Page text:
At first, Wilberforce, as he warned the House that he was about to move the Abolition of the Slave Trade, was quite optimistic: "As to our probability of success, I assure you, I entertain no doubt of it".  But, soon, his other causes began to crush him.  One was, ‘The Reformation of Manners in England’; they laughed in his face saying, "… in a wealthy nation such debauchery and lack of religion was what was to be expected.  He began to dread this fight against slavery which would lose him friends - even Pitt would cool but to carry abolition would be better, he felt, than to be Prime Minister.  It is thought that at this time he suffered a nervous breakdown.   I love one of his prayers: "Lord, I am in great troubles, insurmountable by me, but to thee slight and inconsiderable.  Look upon me with compassion and mercy…." 

May 1789   A debate - frail, reduced but cheerful, Wilberforce rose; he spoke for three and a half hours.  He had written only a simple speech, numbering his points (that piece of paper is now in the Bodleian Library in Oxford).  Many said, he equalled anything that had been uttered even by Demosthenes.  "I and the whole Parliament are guilty …. for having suffered this horrid trade to be carried on …. we are all guilty."   To the plea for providing better conditions slowly, he said, "It is not mere palliatives that can cure this enormous evil: total abolition is the only possible cure for it … we cannot turn aside."   But the Commons did turn aside - Wilberforce lost - he knew that the slaves would continue to suffer.

April 1791   A second debate was held.  Wilberforce spoke for four hours.  "Whatever the outcome,” he said, “I have attached my happiness to their cause and shall never relinquish it."

Wilberforce lost by 75 votes. 

April 1792.  A third debate; it looked hopeful but an amendment was brought forward that the trade be abolished gradually, in fact in three years eight months.  Wilberforce thought of the slaves’ suffering - he had lost again. 

Early in 1793 he tried again - he lost by eight votes. 

Later, in May 1793 he tried to prohibit British ships from carrying slaves.  He was told to get a hairdresser to curl his straight locks; to find a woman; to visit the theatre because his brain had become addled.

February 1794.   He tried again; the Commons passed it - the Lord's did not - people began to ostracize him.

Easter 1796.  He tried again, losing by four votes.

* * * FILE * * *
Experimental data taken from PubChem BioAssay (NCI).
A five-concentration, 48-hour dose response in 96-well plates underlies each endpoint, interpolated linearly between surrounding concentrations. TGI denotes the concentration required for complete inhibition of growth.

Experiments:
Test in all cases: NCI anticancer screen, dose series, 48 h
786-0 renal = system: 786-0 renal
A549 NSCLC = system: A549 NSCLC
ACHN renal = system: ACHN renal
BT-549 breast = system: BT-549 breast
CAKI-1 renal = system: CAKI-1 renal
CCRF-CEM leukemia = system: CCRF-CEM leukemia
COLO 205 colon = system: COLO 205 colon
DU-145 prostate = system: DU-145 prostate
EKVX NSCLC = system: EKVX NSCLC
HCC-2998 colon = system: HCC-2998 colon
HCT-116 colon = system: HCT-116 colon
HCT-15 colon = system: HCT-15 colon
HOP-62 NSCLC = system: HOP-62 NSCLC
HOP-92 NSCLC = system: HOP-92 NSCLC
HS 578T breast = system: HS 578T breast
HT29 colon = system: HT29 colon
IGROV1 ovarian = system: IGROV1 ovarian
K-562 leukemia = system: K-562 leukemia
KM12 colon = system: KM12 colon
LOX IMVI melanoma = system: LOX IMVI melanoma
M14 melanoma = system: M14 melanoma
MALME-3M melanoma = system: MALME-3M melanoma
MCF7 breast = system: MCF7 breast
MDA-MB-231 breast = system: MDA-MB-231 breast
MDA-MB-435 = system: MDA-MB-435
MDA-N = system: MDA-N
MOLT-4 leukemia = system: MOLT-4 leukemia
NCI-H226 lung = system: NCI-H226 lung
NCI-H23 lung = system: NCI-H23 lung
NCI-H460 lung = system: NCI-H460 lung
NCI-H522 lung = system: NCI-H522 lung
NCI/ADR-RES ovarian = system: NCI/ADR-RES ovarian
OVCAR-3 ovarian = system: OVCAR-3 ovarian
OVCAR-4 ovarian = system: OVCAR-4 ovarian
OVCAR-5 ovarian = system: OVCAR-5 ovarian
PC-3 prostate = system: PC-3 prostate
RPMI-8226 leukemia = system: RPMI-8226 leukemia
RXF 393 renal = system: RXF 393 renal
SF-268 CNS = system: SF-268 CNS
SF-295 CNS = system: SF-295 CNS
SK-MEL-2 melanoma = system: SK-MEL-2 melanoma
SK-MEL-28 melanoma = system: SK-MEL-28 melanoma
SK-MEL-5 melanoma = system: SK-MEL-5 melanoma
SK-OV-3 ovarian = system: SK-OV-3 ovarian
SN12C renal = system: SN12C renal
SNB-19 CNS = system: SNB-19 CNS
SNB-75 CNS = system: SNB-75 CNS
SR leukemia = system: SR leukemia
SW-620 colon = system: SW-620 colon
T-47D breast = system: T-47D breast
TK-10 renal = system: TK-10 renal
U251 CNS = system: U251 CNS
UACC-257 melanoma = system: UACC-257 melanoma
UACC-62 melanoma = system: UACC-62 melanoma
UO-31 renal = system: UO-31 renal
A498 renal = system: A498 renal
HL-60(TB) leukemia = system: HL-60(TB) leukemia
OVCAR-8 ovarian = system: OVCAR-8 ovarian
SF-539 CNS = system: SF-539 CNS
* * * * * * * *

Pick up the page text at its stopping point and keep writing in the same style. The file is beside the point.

Then William fell in love with, and married, the beautiful Barbara Spooner, an evangelical like him but eighteen years younger (38 - 20).  He remained in love to the end - always signing himself "Thy Wilbur."  To him, she seems to have been perfection but friends said, "you would never know how much of the angel there was in Wilberforce unless you had watched his patience with his wife."  The many guests, bidden or unbidden, found very little to eat at breakfast (although she saw that Wilberforce's plate was always full).  The servants, none of whom Wilberforce could bring himself to pension off, did more or less as they liked. 

1804  Another debate - it passed the Commons but the Lords shelved it for a year.  In defeat after defeat Wilberforce came to realise that, "When men are devoid of religion, I see that they are not to be relied on."

"When men are devoid of religion, I see that they are not to be relied on..."

In October 1805, Nelson won Trafalgar and in 1806, Pitt died - these events transformed Wilberforce's task.  A brilliant lawyer, James Stevens, then suggested they try to give British ships power to search any ship suspected of carrying slaves even if it were flying a neutral or friendly flag.  This passed by 22 votes (2nd May 1806)

February 1807 - another debate!   Wilberforce won by 267 votes.  The house rose to its feet and turning towards Wilberforce cheered him wildly - he sat with tears streaming down his face.  No more Africans would endure the Middle Passage (in fact it took many years before it could be fully enforced).  The slaves, “wished the best of blessings on massa Wilberforce's head.” 

John Newton, near death, rejoiced to hear the wonderful news.

Now, Wilberforce set out to abolish slavery itself.  He attacked the theory that black people were degraded - slavery degraded both them and their white masters.  He was offered a place in the Lords, he refused.  Someone, cunningly suggested the slaves be made apprentices: he objected - he knew their conditions would not improve.

By now, he was very, very thin, like a soul almost without a body.  He became very ill: he loved Paul’s words in Philippians; "Do not be anxious in anything."  

Then, 26th July 1833, a Bill to abolish slavery passed the Commons then the Lords.  England paid £20 million to purchase the slaves’ freedom.  He could not be there but said, "I thank God that I have lived to witness it."

He began to sink.  Three days later he died.  He was 74.  The government asked that he be buried in Westminster Abbey; his coffin was carried by two Royal Dukes, the Lord Chancellor, the Speaker and four Peers.  Members of both Houses followed it. 

Wilberforce - a force for good - had entered into the joy of his Lord.

William Wilberforce (not Ermine Desmond)About the Author

Ermine Desmond is a Church historian in her spare time, and a member of St. Helen's Church, Bishopsgate in London (UK). Although very studious and an able writer, she looks nothing like the picture on the left.